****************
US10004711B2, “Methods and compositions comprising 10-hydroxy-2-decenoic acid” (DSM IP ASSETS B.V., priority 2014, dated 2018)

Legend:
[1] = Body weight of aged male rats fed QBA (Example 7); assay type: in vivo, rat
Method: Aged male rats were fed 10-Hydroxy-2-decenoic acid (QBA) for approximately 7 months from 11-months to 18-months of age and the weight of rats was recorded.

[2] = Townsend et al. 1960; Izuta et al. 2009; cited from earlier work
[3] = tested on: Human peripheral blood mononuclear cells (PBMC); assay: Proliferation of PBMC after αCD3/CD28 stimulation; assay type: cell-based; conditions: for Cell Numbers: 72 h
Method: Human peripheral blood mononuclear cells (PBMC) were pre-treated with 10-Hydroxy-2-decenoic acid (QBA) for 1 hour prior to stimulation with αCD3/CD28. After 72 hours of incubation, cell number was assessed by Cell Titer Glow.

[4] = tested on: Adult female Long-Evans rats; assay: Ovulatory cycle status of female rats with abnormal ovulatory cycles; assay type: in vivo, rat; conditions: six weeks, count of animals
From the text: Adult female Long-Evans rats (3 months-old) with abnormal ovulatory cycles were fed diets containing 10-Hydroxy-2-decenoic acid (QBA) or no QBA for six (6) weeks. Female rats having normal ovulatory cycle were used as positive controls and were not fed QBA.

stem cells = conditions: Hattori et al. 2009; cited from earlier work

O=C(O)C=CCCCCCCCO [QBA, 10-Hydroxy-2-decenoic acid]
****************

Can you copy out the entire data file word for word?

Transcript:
US10004711B2, “Methods and compositions comprising 10-hydroxy-2-decenoic acid” (DSM IP ASSETS B.V., priority 2014, dated 2018)

Legend:
[1] = Body weight of aged male rats fed QBA (Example 7); assay type: in vivo, rat
Method: Aged male rats were fed 10-Hydroxy-2-decenoic acid (QBA) for approximately 7 months from 11-months to 18-months of age and the weight of rats was recorded.

[2] = Townsend et al. 1960; Izuta et al. 2009; cited from earlier work
[3] = tested on: Human peripheral blood mononuclear cells (PBMC); assay: Proliferation of PBMC after αCD3/CD28 stimulation; assay type: cell-based; conditions: for Cell Numbers: 72 h
Method: Human peripheral blood mononuclear cells (PBMC) were pre-treated with 10-Hydroxy-2-decenoic acid (QBA) for 1 hour prior to stimulation with αCD3/CD28. After 72 hours of incubation, cell number was assessed by Cell Titer Glow.

[4] = tested on: Adult female Long-Evans rats; assay: Ovulatory cycle status of female rats with abnormal ovulatory cycles; assay type: in vivo, rat; conditions: six weeks, count of animals
From the text: Adult female Long-Evans rats (3 months-old) with abnormal ovulatory cycles were fed diets containing 10-Hydroxy-2-decenoic acid (QBA) or no QBA for six (6) weeks. Female rats having normal ovulatory cycle were used as positive controls and were not fed QBA.

stem cells = conditions: Hattori et al. 2009; cited from earlier work

O=C(O)C=CCCCCCCCO [QBA, 10-Hydroxy-2-decenoic acid]